AG 3, a liner producer specializing in perennials, grasses, hosta, bulbs, tropical foliage, and carnivorous plants, has hired Katy Furnas as the company’s new Sales Manager. Furnas worked with AG 3 from 2003 to 2008 as the lead sales person, then took a hiatus to begin her family. According to the company, her love for plants and relationships that she formed during her past time with AG 3 brought her back.
Greenhouse Grower magazine recently caught up with Furnas and asked her more about her new role, and how she plans to work closely with growers.
Greenhouse Grower (GG): How did your previous experience prepare you for this new role?
Furnas: My position with AG 3, Inc. began in 2003 in sales. After leaving in 2008 to stay home with my children, I began to run my own home-based business. Now back at AG 3 in 2015, many things have changed; however a lot is still the same. Sometimes when you are working so in-depth in a certain position you cannot see a solution right away. But coming back after seven years, I’m able to step in and see what needs to be worked on and what opportunities there are for our sales department. We currently have a phenomenal sales team. I have been impressed with our group from day one and am excited to work with them going into 2016.
GG: What are the some of the biggest issues or concerns you’ve heard from the growers you work with, and how do you plan to help them deal with these issues?
Furnas: Supply and demand have always been a challenge for us. We continue to meet with breeders in search of the next best variety to introduce. It’s about a two- to three-year process to really be able to evaluate a certain crop and decide what kind of numbers we will need to work up to. It then becomes a constant evaluation of what we must continue to grow and increase production on, and what we should scale back on or cut out of our line.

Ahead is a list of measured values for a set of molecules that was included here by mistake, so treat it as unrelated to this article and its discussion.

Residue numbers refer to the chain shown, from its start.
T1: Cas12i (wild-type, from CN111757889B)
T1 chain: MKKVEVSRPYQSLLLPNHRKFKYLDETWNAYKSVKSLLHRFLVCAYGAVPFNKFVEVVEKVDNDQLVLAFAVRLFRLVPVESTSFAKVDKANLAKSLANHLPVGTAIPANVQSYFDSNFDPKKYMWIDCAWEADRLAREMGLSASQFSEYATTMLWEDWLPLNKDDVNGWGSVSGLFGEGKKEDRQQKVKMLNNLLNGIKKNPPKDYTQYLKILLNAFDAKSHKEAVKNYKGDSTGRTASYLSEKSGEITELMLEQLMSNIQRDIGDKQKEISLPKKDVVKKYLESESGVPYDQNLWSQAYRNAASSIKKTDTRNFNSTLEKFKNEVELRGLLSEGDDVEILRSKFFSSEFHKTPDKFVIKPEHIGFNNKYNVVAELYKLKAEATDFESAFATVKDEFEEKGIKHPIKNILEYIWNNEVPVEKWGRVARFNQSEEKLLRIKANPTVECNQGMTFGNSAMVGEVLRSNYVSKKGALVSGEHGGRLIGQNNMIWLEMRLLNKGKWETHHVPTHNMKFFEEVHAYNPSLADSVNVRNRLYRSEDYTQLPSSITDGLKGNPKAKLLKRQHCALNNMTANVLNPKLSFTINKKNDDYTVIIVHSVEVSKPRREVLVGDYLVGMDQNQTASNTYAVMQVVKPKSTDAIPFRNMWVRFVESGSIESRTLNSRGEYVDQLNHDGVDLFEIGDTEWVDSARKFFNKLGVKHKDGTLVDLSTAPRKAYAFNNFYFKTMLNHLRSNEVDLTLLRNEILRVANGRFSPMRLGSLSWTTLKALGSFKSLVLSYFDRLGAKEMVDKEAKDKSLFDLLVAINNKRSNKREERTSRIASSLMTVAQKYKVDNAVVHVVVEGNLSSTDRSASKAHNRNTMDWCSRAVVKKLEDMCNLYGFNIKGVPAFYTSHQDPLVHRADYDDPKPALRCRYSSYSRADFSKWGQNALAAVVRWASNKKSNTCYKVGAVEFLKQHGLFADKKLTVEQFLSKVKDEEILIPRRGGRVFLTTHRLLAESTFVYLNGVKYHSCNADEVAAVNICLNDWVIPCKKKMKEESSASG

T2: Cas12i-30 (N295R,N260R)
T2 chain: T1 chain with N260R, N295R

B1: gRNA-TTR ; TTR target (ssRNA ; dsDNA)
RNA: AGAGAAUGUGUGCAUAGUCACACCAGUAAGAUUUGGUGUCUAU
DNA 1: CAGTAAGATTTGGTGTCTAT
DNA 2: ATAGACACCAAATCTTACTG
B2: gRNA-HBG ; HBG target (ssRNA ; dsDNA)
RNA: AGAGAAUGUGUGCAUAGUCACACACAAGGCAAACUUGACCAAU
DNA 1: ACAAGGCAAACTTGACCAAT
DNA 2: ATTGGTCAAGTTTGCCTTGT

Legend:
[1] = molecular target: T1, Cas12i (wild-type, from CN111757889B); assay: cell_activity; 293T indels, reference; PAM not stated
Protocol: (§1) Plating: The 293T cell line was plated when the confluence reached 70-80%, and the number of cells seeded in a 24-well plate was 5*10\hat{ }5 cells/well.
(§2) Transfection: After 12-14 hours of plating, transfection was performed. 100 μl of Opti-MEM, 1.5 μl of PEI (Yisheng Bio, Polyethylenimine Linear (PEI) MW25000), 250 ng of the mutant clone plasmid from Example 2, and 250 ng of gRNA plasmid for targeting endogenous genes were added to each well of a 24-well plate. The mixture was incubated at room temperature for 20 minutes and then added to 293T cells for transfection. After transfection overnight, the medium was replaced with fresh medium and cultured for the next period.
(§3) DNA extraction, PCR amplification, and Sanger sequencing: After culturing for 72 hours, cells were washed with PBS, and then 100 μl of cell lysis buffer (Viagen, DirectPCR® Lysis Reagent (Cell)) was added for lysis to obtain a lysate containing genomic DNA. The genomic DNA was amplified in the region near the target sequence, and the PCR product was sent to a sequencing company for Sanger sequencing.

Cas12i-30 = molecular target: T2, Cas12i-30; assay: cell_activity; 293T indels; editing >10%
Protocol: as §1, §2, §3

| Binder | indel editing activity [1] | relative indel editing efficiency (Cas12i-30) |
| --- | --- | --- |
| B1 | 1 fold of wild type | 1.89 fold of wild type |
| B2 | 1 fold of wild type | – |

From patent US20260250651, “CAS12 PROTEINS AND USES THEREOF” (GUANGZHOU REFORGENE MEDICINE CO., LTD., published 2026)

GG: What are the biggest challenges this industry is currently facing? Conversely, what are some of the biggest opportunities on the horizon?
Furnas: Production challenges seem to be on the minds of everyone. Regardless of the reason (lack of employees, weather, or just more supply than demand), missing a sale always hurts the production chain.
Specialization of crops is a new and expanding opportunity for the industry that keeps things exciting. There are many little niche markets popping up in the industry such as fairy gardens and the necessity of growing your own fruits and vegetables.
GG: Looking ahead, what role can you play in moving this industry forward?
Furnas: My goal at AG 3 is to really focus our sales department on customer service. We strive to have great working relationships with our customers so we can give them the best possible service. Our goal is to better supply our customers with new products and encourage new varieties to their existing line. By knowing everything we can about their production schedules, buying seasons, and product lines, we can partner with them and work together.
GG: If you weren’t in this profession, what would you be doing?
Furnas: Retail and sales have always been my background. Whether it’s plants, jewelry, or clothing, it’s still the same concept of running a sales department. The funny thing, though, is I have been a part of this industry in one way or another my entire life. My mom has owned her own foliage nursery for as long as I can remember. Growing up this way, I always said I would never have anything to do with plants after working hundreds of hot summer hours in the nursery. And now look at me … it’s in my blood, and I love it!